As an orphan, it would be easy to assume that her childhood was an unhappy one, and yet that doesn’t seem to be the case here.  The orphanage was kind to her prior to her adoption by Clem and Lorna, and her adoptive parents treat her well, even if Lorna doesn’t exactly exude maternal instinct.  I loved the way her relationship with Clem developed into something that’s not quite father and daughter, but close enough to be enjoyable for them both.  The other characters in the novel are also well-developed, particularly the ever present yet rarely welcome neighbour, Max Deering, and it’s no surprise that he has his role to play in what comes to follow.

I found the present-day storyline to be extremely thought-provoking, as Virginia seeks to wrap up loose ends before heading out into the marsh.  Things don’t entirely go to plan, however, as she has an unexpected visitor, and one that has her own links to Virginia’s past, stirring up more memories.  Whilst this might seem coincidental, I thought that this development was explained well, and I thought that this was a brilliant way of sharing the outcome for other characters in the novel, without resorting to Virginia simply telling the reader what happened.

The dual timeline means that this is a novel that will appeal to those who enjoy historical fiction, and the mystery which slowly unravels will keep you hooked until the end.  It’s not a fast-paced novel, but I thoroughly enjoyed the slow unravelling of events.  Call of the Curlew is brilliantly written and atmospheric throughout and is imbued with a fantastic sense of place, so much so that the marshes almost seem like a character in themselves, and I liked the constant they provided in the story whilst everything else changes over time.  This is a poignant story, and one that will stay with me for some time.

Call of the Curlew was published by Doubleday on 28 June.  Many thanks to Anne Cater and Hannah Bright for the review copy and the opportunity to join the blog tour.

Rating: ⭐ ⭐ ⭐ ⭐

Make sure you check out the other stops on the blog tour:

Call of the Curlew Blog Tour Poster

Blog Tour: The Tall Man by Phoebe Locke

the tall man

I’m delighted to be taking part in the blog tour for debut thriller The Tall Man today – I was intrigued by this novel as soon as I heard about it, and it did not disappoint.


1990: In the darkest woods, three girls devote themselves to a sinister figure.

2000: A young mother disappears, leaving behind her husband and baby daughter.

2018: A teenage girl is charged with murder, and her trial will shock the world.

Three chilling events, connected by the shadow he casts.

He is the Tall Man. He can make you special…

I find urban legends fascinating, and so the idea of a novel based around a mysterious figure known only as “The Tall Man” made this novel hugely appealing when I first heard about it.

The Tall Man takes daughters

The Tall Man is held responsible for the disappearances of missing children and can be summoned through various rituals of which no one seems entirely sure of the exact details.  This gives the novel a supernatural vibe, which I realise won’t appeal to everyone, but I thought that Locke was very clever in the way in which she based her story around this figure whilst always leaving open the question of his existence and whether he is to blame for what happens in the story.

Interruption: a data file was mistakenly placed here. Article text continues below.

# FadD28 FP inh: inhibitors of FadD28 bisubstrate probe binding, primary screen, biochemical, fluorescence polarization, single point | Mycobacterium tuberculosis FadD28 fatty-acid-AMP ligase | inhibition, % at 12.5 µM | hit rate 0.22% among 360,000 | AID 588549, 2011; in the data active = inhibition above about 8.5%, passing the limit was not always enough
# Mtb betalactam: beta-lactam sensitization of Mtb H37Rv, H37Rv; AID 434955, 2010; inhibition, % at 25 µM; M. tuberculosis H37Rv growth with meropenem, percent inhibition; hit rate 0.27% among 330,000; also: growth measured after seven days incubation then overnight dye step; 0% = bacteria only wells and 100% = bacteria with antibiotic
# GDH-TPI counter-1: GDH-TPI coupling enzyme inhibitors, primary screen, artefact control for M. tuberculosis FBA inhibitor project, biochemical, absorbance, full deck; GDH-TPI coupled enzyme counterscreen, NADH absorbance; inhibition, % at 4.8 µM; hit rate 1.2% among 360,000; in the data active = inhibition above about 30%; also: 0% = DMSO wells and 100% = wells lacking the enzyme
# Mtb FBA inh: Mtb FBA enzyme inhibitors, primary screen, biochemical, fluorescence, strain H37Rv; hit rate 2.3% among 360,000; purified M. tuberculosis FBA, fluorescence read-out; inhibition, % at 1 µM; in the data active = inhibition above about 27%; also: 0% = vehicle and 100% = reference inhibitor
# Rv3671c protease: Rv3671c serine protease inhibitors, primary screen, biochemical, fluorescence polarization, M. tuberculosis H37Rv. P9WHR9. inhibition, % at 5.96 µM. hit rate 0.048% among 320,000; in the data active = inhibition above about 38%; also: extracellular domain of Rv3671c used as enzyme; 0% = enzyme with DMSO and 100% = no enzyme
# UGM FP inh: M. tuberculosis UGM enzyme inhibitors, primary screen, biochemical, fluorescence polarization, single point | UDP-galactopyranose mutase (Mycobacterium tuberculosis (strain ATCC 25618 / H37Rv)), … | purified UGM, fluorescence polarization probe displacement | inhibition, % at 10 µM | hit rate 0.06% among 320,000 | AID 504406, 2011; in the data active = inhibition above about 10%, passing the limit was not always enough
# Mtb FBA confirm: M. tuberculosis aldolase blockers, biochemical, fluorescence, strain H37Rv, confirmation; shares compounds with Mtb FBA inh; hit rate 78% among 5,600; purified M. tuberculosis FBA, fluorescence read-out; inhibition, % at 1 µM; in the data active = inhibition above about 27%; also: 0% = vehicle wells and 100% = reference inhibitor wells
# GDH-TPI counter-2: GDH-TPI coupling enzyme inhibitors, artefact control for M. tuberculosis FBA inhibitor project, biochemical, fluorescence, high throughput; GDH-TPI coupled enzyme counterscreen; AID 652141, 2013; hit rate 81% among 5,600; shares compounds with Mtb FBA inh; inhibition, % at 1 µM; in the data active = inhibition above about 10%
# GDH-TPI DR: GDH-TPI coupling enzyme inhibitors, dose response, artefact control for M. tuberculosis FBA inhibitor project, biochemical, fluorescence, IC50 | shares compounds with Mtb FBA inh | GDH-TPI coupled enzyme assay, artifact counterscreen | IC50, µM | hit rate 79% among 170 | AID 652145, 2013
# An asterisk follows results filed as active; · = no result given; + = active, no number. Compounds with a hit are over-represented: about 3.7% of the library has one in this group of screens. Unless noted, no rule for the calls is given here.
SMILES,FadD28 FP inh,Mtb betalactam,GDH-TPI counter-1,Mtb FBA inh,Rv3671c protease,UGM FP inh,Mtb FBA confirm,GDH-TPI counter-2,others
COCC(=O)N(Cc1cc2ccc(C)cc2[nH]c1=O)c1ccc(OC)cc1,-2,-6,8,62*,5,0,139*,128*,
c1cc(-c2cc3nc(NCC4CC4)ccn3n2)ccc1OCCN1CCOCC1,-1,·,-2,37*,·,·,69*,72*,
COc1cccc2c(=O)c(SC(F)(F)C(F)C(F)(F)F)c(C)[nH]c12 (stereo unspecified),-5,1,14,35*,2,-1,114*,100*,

I enjoyed the structure of The Tall Man which takes the form of a documentary on Amber Banner, recently accused and acquitted of murder, the trial becoming such high profile that Amber has acquired (temporarily at least) celebratory status.  The reader follows the crew filming the documentary, and I loved being a fly on the wall in the interviews with Amber as well as the behind the scenes access with the crew.  There are also diary extracts, and flashbacks to 1990 which I particularly enjoyed, and which add to the story brilliantly.  The Tall Man is a novel in which what happened takes as long to be revealed as why it happened, in that Locke very cleverly only reveals who was murdered towards the end, and I loved this slow reveal of exactly what was going on.

I found the characters in the novel to be largely unlikeable.  Amber is milking her fifteen minutes of fame for all its worth, and the reader gets an insight into how those making the documentary will manipulate the people they are interviewing in order to put on the best possible show and to achieve the best possible ratings, consequences be damned.  The only one who really shows any kind of moral reservations in this is Greta, who spends the novel trailing Amber around and being largely unhappy with the approach taken by her boss, although she does go along with it.  Whilst I didn’t particularly like the characters, I thought that they worked brilliantly for this novel, and by not liking Amber, I was able to view her case objectively.

As the end of the novel approaches, the various narratives come together brilliantly, and whilst being kept in the dark for much of a novel can sometimes be an issue (for this reader at least), I didn’t mind it at all here – I desperately wanted to know what was going on and I loved the hints that Locke dropped throughout.  I would say that if you feel bereft of information then it’s worth persevering with The Tall Man, as the denouement is brilliant, and took me completely by surprise.

The Tall Man was published by Wildfire on 14 June, and I think this will be a huge hit over the summer.  Many thanks to the Anne Cater and Wildfire for the review copy, and the opportunity to take part in the blog tour.